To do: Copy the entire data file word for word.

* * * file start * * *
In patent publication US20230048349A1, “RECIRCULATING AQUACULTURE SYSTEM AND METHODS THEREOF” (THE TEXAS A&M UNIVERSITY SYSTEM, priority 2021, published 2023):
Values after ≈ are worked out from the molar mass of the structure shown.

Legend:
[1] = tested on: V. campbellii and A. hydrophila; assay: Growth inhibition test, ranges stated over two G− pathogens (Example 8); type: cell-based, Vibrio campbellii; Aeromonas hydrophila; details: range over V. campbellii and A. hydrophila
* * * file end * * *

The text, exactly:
In patent publication US20230048349A1, “RECIRCULATING AQUACULTURE SYSTEM AND METHODS THEREOF” (THE TEXAS A&M UNIVERSITY SYSTEM, priority 2021, published 2023):
Values after ≈ are worked out from the molar mass of the structure shown.

Legend:
[1] = tested on: V. campbellii and A. hydrophila; assay: Growth inhibition test, ranges stated over two G− pathogens (Example 8); type: cell-based, Vibrio campbellii; Aeromonas hydrophila; details: range over V. campbellii and A. hydrophila